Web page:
Trust but Verify: Backing Away from Micromanagement

Screen Shot 2018-07-06 at 10.50.05 PMCan you imagine if Joseph, in the Old Testament, had been micromanaged by Pharaoh as he saved grain for the famine? I wonder how prepared Egypt would have been if Pharaoh required daily reports from Joseph on every pound of grain harvested and stored.

Or what would have happened to the love story of Isaac and Rebekah if Abraham had sent a messenger, every day, to his servant to ask how the search for a bride was going?

Or how damaging would it have been to morale if Nehemiah had watched over the shoulders of every worker repairing Jerusalem’s wall, scrutinizing the craftsmanship of each stone before it could be laid?

As leaders, our overarching goal for our team is to empower them through guidance and counsel, not micromanage the daily details. But through a variety of situations, leaders so often fall into micromanaging – why?

An article by The Harvard Business Review states micromanagement is “not just a personality or leadership trait that can be blamed on genetic makeup or bad training. . . . Rather, it’s a breakdown in the fundamentals of delegation.” We may start off “trusting, but verifying” that our teams are clear about their goals and able to deliver on them, but that verification can quickly turn to standing over shoulders when we begin to fear the outcome of our work, mistrust our team’s ability to complete tasks to our standards, or feel insecure about our abilities to effectively lead a team. Bottom line, micromanagement is an outward expression of our fear of losing control. And can also be an issue of pride—that only you can do the project correctly, and your way is best. 

Our work—our ministry—is our passion, our God-given mission. We strive to do our best for the Lord and those we minister to. But when our sacred passion becomes tedious and overwhelmed with micromanagement, our team can become disempowered and demotivated. And this limits the organisation’s opportunities for growth and innovation, and stretches you too thin.

Here are three things I find helpful to remember when I am tempted to do it all:

  1. While you might very well be able to do everything, it doesn’t mean you must. One of the best ways to combat micromanaging is to understand your role—your unique calling and gifting. You are not responsible for everything. As leaders, we must learn to delegate and to let things go. Sure, your coworkers may not do a task the way you do it, but that’s okay. There are many ways to get things done. This may not come easily or naturally to everyone. But it will allow individuals on your team to flourish, as you help them realise their gifts and potential. This creates a sense of trust, unity, and ownership toward a common goal. And it allows you to focus on the areas where your expertise is needed the most.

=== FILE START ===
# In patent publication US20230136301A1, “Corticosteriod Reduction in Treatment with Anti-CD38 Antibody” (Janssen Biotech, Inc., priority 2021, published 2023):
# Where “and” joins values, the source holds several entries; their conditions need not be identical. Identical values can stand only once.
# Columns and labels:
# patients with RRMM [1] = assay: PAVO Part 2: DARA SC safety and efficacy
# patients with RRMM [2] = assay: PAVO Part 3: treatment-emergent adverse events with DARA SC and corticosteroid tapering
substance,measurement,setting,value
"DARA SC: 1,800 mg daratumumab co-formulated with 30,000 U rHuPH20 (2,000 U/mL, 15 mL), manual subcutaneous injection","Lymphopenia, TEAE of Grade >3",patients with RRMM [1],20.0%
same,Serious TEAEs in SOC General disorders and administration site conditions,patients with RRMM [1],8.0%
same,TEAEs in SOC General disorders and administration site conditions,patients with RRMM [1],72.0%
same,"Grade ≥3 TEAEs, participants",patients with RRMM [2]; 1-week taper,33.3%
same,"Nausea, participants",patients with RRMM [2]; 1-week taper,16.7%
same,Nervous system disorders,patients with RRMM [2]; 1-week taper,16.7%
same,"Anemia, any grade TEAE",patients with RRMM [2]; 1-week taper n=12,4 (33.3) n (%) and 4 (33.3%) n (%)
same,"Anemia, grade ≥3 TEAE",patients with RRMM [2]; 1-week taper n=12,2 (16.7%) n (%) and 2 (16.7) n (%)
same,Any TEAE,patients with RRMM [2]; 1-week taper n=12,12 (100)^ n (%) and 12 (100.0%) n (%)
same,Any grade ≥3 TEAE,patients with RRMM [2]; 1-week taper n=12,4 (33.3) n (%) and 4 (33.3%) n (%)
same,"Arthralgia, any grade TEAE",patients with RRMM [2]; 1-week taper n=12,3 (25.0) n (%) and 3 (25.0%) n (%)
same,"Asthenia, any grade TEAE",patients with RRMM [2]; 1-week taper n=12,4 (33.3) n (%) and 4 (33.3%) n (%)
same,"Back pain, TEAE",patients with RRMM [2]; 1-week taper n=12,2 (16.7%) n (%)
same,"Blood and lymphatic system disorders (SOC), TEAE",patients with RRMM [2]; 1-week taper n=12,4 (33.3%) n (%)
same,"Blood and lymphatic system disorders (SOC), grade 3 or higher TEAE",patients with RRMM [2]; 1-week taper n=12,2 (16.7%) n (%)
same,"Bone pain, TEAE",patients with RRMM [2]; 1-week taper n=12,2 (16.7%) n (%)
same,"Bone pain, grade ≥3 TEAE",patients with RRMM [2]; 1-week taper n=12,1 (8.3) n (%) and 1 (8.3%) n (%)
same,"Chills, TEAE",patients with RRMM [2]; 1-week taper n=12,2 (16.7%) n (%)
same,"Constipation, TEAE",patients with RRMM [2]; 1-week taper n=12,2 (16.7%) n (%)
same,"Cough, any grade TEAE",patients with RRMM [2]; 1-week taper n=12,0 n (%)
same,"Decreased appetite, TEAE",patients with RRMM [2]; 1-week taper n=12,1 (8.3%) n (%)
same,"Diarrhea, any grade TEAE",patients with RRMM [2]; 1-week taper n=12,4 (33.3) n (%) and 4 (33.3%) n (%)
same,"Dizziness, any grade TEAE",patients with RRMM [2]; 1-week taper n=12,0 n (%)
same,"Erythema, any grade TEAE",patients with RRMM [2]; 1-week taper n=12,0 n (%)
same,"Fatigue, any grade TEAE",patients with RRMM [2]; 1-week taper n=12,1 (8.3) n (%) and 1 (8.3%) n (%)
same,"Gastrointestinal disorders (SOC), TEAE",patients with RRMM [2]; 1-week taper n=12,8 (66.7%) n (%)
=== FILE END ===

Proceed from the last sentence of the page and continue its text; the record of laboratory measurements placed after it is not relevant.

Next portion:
1. Supervision should lead to building the skills of the team, not just ensuring the job gets done the way you want. Good managers train and delegate. Make it a priority to help team members understand their roles and develop their skills, they will earn your trust and need less oversight. A good indicator of micromanagement is when the team member’s skills don’t develop, and they are frozen to make decisions and lead on their own. Don’t let what you call guidance become micromanagement.
  1. Do not confuse micromanaging with providing accountability. Are there times when you will need to provide extra guidance? Of course. For example, when a new teammate joins your team and is learning their tasks and earning your trust, when there is a new process or policy put into effect, or as a disciplinary action if a member is underperforming according to expectations. But there should come a time when the nature of your oversight moves from watching your staff member’s every move to confirming their successful completion of a project

Are you tempted to micromanage? If so, ask yourself why? Is it your pride? Control? Anxiety? Next, ask God to help you appropriately loosen your grip on control and set a new plan for your team by clearly communicating expected outcomes, outlining task levels that employees should or should not report to you on, and setting regular check-ins to verify their work. Then, slowly back away, trusting your team to do their jobs and God to uphold you in your commitment to trust.

“Therefore encourage one another and build each other up, just as in fact you are doing,” (1Thessalonians 5:11).

Article originally published in Prison Fellowship International’s PFI Roundtable.

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